Our economic landscape is really a “CHANGEscape”. Survival and success are determined by one’s ability to adapt to change and navigate change… which necessitates problem solving… and innovating… both of which stem from “curiosity”.
My master’s degree thesis was focused on the topic of “curiosity” and specifically developing education techniques to increase students’ CQ (Curiosity Quotient). I believe that the antidote to a broken education system is to empower students to self-learn and be life-long learners, which require building their CQ. I found that CQ can be nurtured irrespective of a student’s nature (i.e., IQ). And, specifically, there are (6) six teaching techniques (which can also be used in marketing) to pique curiosity and engagement.
Therefore, I read with zeal Tomas Friedman’s January 29, 2013 Op Ed piece in the New York Times, It’s P.Q and C.Q. as Much as I.Q. He posits that PASSION + CURIOSITY are more powerful than INTELLIGENCE (PQ + CQ > IQ).
While I agree with Friedman’s belief that “curiosity” is a critical survival trait in the new economy, I respectfully disagree with “passion” as the other critical quality. Instead, PQ ought to be replaced by TQ (Technology Quotient)… CQ + TQ is the killer combo.
what’s your TQ?
Technology enables “doing” and “making”. Technology is a tool, just like a Neanderthal flint knife, that helps humans do things. Technology is a tool to transfer knowledge and capability from one person to another. Specifically, it helps humans execute, build, make and “do”. Today, being able to produce – execute – is a rare and prized skill. In another New York Times’ article, A Nation Losing Its Toolbox, the nation’s shrinking manufacturing (making) presence was highlighted and the latest trend in DIY: partial-made, par-cooked, semi-homemade. (Think: Pillsbury cookie dough.) The article laments a trend in craftsmanship where it’s being over-simplified and dumbed-down to cater to “amateur masters” (e.g., vinyl flooring comes with the glue already on it), and our executional skills are actually suffering as a result.
Americans have historically and culturally defined themselves with “making”, “building” and “doing” so we’re hard-wired to try something new. Technology, Pop Culture and the media give everyday people access to experts, and their tricks, tips and tools so they feel empowered to take on projects out of their depth. We can easily learn “how it’s made” and peek behind the curtain to see “how it’s done” online or on shows like Extreme Home Makeover, Project Runway and Iron Chef. Step-by-step instructions can be found on YouTube channels, websites, in countless magazines, infographics and even phone Apps. Accessing this “how” info gives us confidence “do” and “innovate”.
I am reminded of the PBS America Revealed episode focused on “Efficiency“, which showcases how Volkswagen’s highly automated factory is a model of efficiency-excellence, not because of the machines, but as a result of the humans. The PEOPLE who work at the factory are trained and motivated with games that push them to problem-solve and ask questions (i.e., to be curious) and improve the manufacturing process because “robots can’t think for themselves.”
give me a kid with CQ and TQ…
Thomas Friedman believes “it is more important to be passionate and curious than to be merely smart.” I fully agree, but I have found that passion tends to accompany curiosity. If one is curious, one is also engaged and motivated (i.e., energized and passionate). “Passion” is both an output of “curiosity” AND input. Friedman states, “Give me the kid with a passion to learn and a curiosity to discover and I will take him or her over the less passionate kid with a huge IQ every day of the week.” Rather: “give me a kid with curiosity AND technological literacy, and that kid will have the skills to succeed in the CHANGEscape.”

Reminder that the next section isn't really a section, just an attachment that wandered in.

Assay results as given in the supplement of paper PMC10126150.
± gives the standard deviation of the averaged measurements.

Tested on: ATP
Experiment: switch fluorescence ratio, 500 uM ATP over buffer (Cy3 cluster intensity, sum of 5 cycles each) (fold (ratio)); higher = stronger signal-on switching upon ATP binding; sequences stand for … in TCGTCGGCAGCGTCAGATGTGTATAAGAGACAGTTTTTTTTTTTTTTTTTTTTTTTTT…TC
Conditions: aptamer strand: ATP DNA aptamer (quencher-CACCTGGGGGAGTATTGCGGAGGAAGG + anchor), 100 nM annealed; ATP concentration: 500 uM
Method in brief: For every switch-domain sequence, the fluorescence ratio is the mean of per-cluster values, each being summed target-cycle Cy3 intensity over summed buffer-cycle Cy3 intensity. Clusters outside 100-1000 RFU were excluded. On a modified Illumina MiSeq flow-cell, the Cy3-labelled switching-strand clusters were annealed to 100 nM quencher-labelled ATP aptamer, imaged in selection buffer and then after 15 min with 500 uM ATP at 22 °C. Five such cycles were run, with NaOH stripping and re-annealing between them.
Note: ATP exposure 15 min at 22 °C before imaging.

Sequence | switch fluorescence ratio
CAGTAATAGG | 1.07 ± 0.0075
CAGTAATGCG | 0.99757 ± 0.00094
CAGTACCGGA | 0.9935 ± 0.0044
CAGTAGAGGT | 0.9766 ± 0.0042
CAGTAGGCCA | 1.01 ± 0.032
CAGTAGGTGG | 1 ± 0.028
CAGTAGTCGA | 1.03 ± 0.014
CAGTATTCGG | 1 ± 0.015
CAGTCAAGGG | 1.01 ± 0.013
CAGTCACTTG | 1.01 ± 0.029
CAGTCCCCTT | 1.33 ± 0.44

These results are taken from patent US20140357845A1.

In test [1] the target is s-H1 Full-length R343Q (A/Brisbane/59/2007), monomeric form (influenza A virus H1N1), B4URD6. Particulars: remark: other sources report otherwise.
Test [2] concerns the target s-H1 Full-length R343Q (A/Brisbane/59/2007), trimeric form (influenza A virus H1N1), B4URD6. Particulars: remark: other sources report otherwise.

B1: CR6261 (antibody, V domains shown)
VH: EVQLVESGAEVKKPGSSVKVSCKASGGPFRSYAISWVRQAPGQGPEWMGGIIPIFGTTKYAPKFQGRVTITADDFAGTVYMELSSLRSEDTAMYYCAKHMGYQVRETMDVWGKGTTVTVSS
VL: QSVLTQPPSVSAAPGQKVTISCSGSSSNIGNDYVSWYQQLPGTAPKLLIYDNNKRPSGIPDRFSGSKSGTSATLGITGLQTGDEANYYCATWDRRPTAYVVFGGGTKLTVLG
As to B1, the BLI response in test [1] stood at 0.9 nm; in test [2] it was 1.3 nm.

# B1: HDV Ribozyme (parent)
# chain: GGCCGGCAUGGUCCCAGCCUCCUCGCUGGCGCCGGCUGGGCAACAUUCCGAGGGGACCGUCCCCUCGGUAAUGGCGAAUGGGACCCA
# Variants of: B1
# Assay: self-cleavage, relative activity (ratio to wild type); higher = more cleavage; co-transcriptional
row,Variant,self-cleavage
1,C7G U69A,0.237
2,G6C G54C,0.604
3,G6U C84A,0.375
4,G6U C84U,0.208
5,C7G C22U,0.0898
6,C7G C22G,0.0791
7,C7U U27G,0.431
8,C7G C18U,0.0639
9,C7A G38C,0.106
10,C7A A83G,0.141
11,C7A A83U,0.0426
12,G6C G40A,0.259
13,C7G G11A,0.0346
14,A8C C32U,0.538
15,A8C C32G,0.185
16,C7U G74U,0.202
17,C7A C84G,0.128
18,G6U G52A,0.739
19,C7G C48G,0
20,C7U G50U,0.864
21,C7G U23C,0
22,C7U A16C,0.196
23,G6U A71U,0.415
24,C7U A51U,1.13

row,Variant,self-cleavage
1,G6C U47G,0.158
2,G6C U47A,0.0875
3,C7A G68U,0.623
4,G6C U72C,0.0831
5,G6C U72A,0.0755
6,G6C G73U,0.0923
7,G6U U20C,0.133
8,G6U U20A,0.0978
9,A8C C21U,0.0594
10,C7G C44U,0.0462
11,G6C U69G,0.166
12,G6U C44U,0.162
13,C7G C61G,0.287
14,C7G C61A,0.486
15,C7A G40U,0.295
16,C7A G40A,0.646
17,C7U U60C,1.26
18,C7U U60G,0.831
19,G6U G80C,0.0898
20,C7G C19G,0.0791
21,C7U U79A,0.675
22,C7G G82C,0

Many (most) of the changes taking place in the CHANGEscape are technologically driven (think: Moore’s Law and Metcalfe’s Law). Being able to adapt to change, and changing technologies, requires technological literacy… and technological aptitude… in other words, “TQ”. Sure, “passion” is great, but what good is passion without technology skills? What use is passion without the skills to bring things to fruition. As the saying goes, “Ideas are like fingers, everybody’s got some.” I think we have too many “ideas people” and not enough “doers”, and this is especially true amongst the Millennial Generation. Thus, education (and business) must focus on improving the CQ and TQ of students, teachers, (managers and workers). The “passion” will percolate up from this.
Mr. Friedman underscored the need for ubiquitous broadband (Internet access) in his article, Obama’s 1-2 Punch. He wrote, “As for investment, I’d love to see the president launch us on an aspirational journey. My choice would be to connect every home and business in America to the Internet at one gigabit per second, or about 200 times faster than our current national household average, in five years. In an age when mining big data will be a huge industry, when online lifelong learning will be a vital necessity, and when we can’t stimulate our way to prosperity but have to invent our way there, no project would be more relevant.” I couldn’t agree more, but Internet access is useless unless Americans know how to use it. Improving the TQ of our citizens has to happen in tandem to establishing the technology infrastructure.
CQ + TQ > CQ + PQ
So, combining “curiosity” with “technology” actually seems to be the key qualities needed to cope in the CHANGEscape, not passion. As a manager of people and educator I look for CQ and TQ, and focus my energies on strengthening these skill sets both in myself and the people around me. Of course IQ still matters, but CQ and TQ matter more.
Click here to read how “E-Shaped” people are replacing “T-Shaped” people, and how CQ + TQ directly play into this.